Tips For Fighting Chiari Related Depression

May 31, 2007 - In a paper published in 20041, Drs. Mueller and Oro found that nearly half of symptomatic Chiari patients assessed in a large prospective study presented with depression. This is almost ten-fold the incidence of depression in the general population.
Depression is a terrible condition. It depresses mood and is often associated with problematic physical symptoms. Therapy is required by qualified medical professionals such as psychiatrists, psychologists or psychotherapists. Antidepressants are commonly prescribed to treat depression. Depression often comes along with anxiety. Antidepressants are often effective in controlling anxiety but sedatives are often prescribed in combination with antidepressants when anxiety is also present or difficult to control.
In addition to drug therapy, professionals often employ talk therapy and attempt to uncover stressors in the patient's environment which may be exacerbating the condition or even responsible for it.
There are also things that a patient can do by him or her self that can effectively complement professional drug and psychotherapy. During my personal journey with Chiari, I suffered from severe depression and anxiety and at one point was even hospitalized for it. Today, almost 8 years after decompression surgery and excellent supportive care, I am completely free of depression and anxiety. I am also free of all psychotropic and pain medications. Along the way, I found the following nine self-help techniques to be highly effective.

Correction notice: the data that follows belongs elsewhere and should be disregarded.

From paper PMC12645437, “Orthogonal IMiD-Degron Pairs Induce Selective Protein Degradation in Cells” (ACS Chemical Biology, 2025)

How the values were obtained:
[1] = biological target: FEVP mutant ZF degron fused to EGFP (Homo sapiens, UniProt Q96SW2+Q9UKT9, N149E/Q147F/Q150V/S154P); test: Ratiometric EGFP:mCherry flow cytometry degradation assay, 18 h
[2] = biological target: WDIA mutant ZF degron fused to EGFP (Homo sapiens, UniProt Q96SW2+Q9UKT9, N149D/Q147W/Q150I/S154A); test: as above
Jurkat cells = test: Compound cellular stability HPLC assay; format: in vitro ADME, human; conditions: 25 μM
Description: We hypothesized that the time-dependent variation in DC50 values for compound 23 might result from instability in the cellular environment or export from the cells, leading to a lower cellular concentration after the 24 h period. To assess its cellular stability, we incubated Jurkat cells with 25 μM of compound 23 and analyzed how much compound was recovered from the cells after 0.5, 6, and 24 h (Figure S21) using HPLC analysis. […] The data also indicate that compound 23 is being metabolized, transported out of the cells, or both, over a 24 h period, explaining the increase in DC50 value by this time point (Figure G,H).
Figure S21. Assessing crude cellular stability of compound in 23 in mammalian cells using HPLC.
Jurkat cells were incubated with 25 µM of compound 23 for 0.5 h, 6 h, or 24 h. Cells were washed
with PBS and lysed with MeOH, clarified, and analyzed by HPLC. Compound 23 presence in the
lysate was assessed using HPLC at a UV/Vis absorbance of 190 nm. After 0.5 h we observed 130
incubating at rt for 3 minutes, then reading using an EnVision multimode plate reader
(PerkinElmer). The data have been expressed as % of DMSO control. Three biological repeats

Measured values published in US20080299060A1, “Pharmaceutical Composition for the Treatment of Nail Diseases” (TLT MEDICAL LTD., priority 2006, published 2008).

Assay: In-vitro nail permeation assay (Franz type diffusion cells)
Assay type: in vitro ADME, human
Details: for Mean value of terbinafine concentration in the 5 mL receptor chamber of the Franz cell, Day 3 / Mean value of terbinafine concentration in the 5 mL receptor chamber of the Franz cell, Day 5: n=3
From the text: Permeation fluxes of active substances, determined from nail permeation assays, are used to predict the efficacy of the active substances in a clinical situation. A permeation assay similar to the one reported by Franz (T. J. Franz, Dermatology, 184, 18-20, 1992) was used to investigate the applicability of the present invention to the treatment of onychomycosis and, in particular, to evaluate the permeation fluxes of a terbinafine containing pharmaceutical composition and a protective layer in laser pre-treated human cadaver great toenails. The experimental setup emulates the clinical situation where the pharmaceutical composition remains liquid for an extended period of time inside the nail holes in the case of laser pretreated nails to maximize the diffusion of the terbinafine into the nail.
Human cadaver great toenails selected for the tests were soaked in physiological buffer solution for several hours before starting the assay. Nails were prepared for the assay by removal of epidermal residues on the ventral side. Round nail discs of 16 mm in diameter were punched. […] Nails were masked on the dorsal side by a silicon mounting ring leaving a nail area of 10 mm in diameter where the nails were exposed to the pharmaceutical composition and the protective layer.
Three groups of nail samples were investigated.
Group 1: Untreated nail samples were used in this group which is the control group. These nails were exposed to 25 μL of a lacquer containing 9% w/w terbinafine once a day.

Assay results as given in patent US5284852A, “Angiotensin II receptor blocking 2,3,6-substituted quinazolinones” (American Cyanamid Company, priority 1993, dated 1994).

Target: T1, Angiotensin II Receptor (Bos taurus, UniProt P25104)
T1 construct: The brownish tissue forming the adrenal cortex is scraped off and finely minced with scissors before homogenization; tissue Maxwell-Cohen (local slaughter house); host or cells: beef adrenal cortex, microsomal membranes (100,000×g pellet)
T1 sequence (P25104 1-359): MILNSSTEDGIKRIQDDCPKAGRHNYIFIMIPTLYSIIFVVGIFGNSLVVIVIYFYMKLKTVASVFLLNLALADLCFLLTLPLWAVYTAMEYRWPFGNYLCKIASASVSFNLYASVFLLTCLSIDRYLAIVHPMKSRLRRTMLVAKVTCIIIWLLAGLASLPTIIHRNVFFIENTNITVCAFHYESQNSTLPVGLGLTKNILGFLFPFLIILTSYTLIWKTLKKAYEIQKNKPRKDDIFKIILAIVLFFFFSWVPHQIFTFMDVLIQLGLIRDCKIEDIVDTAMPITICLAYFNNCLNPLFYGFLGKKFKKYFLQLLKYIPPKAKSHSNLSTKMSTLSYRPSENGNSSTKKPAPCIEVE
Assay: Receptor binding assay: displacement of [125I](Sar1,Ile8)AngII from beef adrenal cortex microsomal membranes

1. Strengthen your free will. Choose not to think about anything. This may seem difficult at first. You may only be able not to think about anything for a few seconds but with practice your ability to sustain a thoughtless state will grow. The benefit of doing this is two-fold. First, it will improve your ability not to think bad thoughts. Second, during the time you are not thinking about anything, you are not thinking bad thoughts. By using your free will to choose not to think, you can break the cycle of obsessively thinking about your worries.

2. Engage in something that demands your full attention and concentration. This will be different for different people. Some activities might be computer programming, artistic painting or water coloring, or even rock climbing. This is the opposite of the above. Rather than pushing out bad thoughts with no thought, it pushes out bad thoughts with productive mental activity.

3. Talk to someone. Find a close friend or relative that you can talk to. Just talking and connecting with another person helps reduce anxiety. By requiring your mind to think about engaging in a discussion, the brain is less available to think about bad thoughts.

4. Meditate or pray. This again keeps the mind in an occupied state. Irrational thoughts of guilt often accompany depression. Prayer can help with this as can seeking the assistance of a well trained spiritual advisor. Keep in mind that seeking spiritual guidance can be controversial in the minds of some professional therapists so discuss this with the therapist first.